Earth

HOUSTON -- (Jan. 29, 2019) -- In his free time last summer, Rice University geoscientist Ming Tang made a habit of comparing the niobium content in various rocks in a global minerals database. What he found was worth skipping a few nights out with friends.

In a paper published this month by Nature Communications, Tang, Rice petrologist Cin-Ty Lee and colleagues offered an answer to one of Earth science's fundamental questions: Where do continents form?

Antireflection (AR) coatings on plastics have a multitude of practical applications, including glare reduction on eyeglasses, computer monitors and the display on your smart-phone when outdoors. Now, researchers at Penn State have developed an AR coating that improves on existing coatings to the extent that it can make transparent plastics, such as Plexiglas, virtually invisible.

In the world's temperate regions, proximity to roads usually reduces the reproductive success of birds, thanks to predators that gravitate toward habitat edges. However, the factors affecting bird nest success are much less studied in the tropics--so does this pattern hold true? New research published in The Condor: Ornithological Applications shows that interactions between roads, nesting birds, and their predators may unfold differently in Southeast Asia.

A new study in The Condor: Ornithological Applications shows that certain endangered owls may continue to persist and even flourish after large forest fires.

Throughout western North America, longer, hotter fire seasons and dense fuels are yielding more frequent, larger, and higher-severity wildfires. Spurred by climate change, megafires in the region are often characterized by unusually large, continuous patches of high-severity fire in mature forests.

An international team of researchers has performed molecular analysis on fossil feathers from a small, feathered dinosaur from the Jurassic. Their research could aid scientists in pinpointing when feathers evolved the capacity for flight during the dinosaur-bird transition.

Total release foggers, commonly known as "bug bombs," are ineffective at removing cockroaches from indoor environments, according to a new study from North Carolina State University.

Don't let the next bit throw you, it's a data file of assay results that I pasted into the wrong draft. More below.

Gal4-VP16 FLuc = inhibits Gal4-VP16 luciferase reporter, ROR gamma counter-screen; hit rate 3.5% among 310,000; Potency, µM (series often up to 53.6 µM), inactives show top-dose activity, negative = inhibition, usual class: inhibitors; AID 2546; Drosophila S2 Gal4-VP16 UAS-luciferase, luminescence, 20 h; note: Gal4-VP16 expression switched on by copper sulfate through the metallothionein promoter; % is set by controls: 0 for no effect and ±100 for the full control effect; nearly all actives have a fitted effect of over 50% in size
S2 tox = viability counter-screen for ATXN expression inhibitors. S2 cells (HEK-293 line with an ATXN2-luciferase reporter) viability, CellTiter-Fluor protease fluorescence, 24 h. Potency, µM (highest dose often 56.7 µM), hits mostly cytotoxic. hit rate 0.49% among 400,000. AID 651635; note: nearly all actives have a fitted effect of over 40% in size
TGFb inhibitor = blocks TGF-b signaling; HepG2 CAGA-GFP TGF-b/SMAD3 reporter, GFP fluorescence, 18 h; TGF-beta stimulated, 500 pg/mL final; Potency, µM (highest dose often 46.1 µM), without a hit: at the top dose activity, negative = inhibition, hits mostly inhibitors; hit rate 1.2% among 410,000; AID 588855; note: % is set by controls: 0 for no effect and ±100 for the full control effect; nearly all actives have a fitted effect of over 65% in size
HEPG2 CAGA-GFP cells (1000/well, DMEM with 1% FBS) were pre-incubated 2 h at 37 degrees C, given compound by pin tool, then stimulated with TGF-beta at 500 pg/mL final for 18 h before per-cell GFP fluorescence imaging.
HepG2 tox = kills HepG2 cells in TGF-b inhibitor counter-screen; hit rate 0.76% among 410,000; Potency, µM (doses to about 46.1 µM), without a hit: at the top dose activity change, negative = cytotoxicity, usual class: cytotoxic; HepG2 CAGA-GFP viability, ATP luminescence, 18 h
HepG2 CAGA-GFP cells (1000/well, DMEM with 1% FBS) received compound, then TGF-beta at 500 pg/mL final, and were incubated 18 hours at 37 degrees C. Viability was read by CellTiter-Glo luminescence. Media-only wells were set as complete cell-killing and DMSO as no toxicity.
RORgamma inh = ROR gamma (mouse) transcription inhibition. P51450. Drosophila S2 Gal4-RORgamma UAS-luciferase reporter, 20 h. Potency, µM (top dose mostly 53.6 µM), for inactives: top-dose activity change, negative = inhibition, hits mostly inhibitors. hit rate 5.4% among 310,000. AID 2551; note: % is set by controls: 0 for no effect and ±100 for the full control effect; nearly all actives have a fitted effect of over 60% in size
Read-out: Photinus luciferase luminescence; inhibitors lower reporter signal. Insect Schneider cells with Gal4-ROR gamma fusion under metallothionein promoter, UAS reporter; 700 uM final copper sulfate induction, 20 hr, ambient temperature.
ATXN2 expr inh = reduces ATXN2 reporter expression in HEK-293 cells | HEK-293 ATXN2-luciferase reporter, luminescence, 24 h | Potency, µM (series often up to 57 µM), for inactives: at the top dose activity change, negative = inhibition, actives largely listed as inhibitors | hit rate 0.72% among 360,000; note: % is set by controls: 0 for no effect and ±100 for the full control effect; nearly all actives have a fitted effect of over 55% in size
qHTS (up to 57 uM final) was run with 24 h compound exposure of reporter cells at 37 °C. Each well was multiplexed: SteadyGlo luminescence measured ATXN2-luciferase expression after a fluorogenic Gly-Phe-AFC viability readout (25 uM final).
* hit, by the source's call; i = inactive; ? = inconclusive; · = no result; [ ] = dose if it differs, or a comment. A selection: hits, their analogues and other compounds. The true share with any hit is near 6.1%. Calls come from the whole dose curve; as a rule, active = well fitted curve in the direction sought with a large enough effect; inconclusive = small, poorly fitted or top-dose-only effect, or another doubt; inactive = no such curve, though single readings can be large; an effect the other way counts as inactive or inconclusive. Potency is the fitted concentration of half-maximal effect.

Bug-bomb chemicals fail to reach places where cockroaches congregate the most - on the underside of surfaces and inside cabinets, NC State researchers say. Besides leaving behind numerous cockroaches, bug bombs also leave behind nasty toxic residue in the middle of floors and countertops, areas cockroaches generally avoid but which are heavily used by humans and pets.

Researchers at UT have discovered the largest individual of any cave salamander in North America, a 9.3-inch specimen of Berry Cave salamander. The finding was published in Subterranean Biology.

A species of frog endemic to the Pacific Northwest faces a 50 per cent increase in the probability of extinction by the 2080s due to climate change, according to a new study published by SFU researchers in the Ecological Society of America.

The mountain-dwelling Cascades frog thrives in extreme climatic conditions, ranging from dozens of feet of snow in winter to temperatures in excess of 90°F in summer. Cascades frogs are explosive breeders and their role as predators of flying insects is critical to aquatic and terrestrial ecosystems.

Much like our fight-or-flight response, our cells also have a stress autopilot mode. An oxygen dropoff, overheating, or an invading toxin can trigger the cellular stress response - a cascade of molecular changes that are the cell's last-ditch effort to survive.

NEW YORK, January 24, 2019 - Solar rays are a plentiful, clean source of energy that is becoming increasingly important as the world works to shift away from power sources that contribute to global warming. But current methods of harvesting solar charges are expensive and inefficient--with a theoretical efficiency limit of 33 percent. New nanomaterials developed by researchers at the Advanced Science Research Center (ASRC) at The Graduate Center of The City University of New York (CUNY) could provide a pathway to more efficient and potentially affordable harvesting of solar energy.